CPU Chip Packaging
By Stephen Bucaro
Over the development time of the computer, several different designs of packaging for
the CPU chip die have been used. Each type of packaging has its advantages and disadvantages.
Today's most advanced CPUs come in the LGA (Land Grid Array) package, but lets review
some common packages that might still be in use.
A DIP chip package has two parallel rows of pins (Dual In-line Pins). This package was developed in the
1960s because no transistor package could handle the number of connections required by integrated
circuits. The package's pins were inserted into through-holes on a printed circuit board and then
soldered. This was a good package for prototyping because the pins could also be inserted into a socket.
When processor with larger width data buses were developed, the DIP package could not handle the
number of connections required. The PGA (Pin Grid Array) aleviated this problem by allowing pins
to be arranged in an array on the underside of the package.
PGAs pins were sometimes inserted into through-holes on a printed circuit board and then soldered,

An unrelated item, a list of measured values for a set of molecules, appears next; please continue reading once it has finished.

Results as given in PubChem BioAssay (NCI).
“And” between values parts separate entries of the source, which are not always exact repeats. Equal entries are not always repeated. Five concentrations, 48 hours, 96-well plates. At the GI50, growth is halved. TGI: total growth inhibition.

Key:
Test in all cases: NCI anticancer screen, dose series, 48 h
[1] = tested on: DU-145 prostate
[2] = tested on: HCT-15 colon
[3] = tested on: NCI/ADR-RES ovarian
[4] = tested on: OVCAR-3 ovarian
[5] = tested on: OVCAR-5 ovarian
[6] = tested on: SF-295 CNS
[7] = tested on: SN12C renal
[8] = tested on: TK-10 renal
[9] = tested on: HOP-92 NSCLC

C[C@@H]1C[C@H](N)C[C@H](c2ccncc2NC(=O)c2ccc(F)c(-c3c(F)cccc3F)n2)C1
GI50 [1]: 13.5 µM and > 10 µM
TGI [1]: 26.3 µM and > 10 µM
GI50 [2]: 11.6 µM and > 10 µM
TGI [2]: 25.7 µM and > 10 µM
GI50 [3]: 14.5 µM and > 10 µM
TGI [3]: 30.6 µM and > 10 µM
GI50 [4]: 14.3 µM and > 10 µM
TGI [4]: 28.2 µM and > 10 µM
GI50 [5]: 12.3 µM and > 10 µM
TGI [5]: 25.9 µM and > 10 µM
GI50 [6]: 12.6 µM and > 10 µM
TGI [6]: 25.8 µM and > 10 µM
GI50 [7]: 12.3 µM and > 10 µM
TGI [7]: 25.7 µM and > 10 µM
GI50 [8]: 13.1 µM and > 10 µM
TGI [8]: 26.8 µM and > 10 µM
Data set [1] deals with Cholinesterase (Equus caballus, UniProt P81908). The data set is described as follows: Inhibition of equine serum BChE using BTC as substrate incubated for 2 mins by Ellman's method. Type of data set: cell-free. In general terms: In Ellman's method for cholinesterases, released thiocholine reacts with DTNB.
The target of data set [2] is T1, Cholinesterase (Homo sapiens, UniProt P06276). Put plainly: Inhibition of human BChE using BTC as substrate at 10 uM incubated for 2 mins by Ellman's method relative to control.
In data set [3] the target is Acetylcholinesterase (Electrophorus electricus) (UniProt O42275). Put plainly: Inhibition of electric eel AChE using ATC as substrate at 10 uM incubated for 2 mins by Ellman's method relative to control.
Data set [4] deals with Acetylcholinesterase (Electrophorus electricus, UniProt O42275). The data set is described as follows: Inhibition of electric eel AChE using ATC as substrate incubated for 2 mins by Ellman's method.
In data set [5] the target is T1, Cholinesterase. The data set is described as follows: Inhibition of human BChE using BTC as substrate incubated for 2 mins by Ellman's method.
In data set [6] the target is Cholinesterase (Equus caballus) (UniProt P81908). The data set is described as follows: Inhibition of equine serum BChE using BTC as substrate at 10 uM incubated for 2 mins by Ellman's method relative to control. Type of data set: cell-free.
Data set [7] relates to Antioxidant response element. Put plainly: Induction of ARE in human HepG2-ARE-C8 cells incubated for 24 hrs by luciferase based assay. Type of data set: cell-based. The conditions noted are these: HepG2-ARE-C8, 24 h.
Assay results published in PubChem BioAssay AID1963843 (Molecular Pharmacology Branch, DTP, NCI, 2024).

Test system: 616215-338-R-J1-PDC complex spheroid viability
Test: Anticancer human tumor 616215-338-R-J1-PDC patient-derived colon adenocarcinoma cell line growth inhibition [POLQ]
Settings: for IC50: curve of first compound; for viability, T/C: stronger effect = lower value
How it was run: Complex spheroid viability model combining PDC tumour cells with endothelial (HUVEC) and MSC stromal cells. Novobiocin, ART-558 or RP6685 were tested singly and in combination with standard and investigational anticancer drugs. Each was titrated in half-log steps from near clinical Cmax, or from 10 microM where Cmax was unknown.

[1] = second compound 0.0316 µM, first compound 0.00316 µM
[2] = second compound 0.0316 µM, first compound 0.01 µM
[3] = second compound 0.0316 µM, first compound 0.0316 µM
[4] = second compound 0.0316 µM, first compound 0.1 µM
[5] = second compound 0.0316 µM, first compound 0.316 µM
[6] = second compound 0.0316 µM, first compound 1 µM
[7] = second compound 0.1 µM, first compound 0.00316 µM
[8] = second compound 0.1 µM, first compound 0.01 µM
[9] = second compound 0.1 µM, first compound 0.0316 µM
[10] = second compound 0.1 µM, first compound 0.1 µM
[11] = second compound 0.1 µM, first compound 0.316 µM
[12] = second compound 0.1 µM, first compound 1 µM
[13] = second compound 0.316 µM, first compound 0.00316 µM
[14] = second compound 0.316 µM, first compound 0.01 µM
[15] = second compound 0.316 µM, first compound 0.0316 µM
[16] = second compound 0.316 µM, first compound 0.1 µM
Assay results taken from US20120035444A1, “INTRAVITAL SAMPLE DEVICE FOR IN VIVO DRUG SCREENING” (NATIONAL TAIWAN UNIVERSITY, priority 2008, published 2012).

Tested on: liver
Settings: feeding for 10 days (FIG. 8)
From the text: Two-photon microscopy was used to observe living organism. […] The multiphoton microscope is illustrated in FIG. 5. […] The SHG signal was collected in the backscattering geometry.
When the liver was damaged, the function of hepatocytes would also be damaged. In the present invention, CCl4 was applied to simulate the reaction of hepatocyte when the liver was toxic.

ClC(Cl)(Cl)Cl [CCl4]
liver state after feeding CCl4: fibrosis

but it was common to mount CPU PGA's into special ZIF (Zero Insertion Force) sockets so that when
more powerful CPU's were released, the chip could be upgraded.
A "flip-chip" PGA has the die mounted on the top of the substrate to allow a heatsink to be placed
in closer contact with the die. The substrate was frequently made of ceramic to allow better conduction
of heat from the die.
The BGA (Ball Grid Array) was designed to lower the cost of CPU and computer motherboard manufacturing,
and at the same time improve reliability. With a BGA package, the pins are eliminated, replaced by tiny
copper pads, each with a tiny ball of solder held to it with tacky flux. The BGA is accurately held in place
while the printed circuit board is heated, forming soldered connections between the CPU and the circuit board.
Elimination of the pins saves the cost of the pins, plus pin connections are less reliable than
directly soldered connections.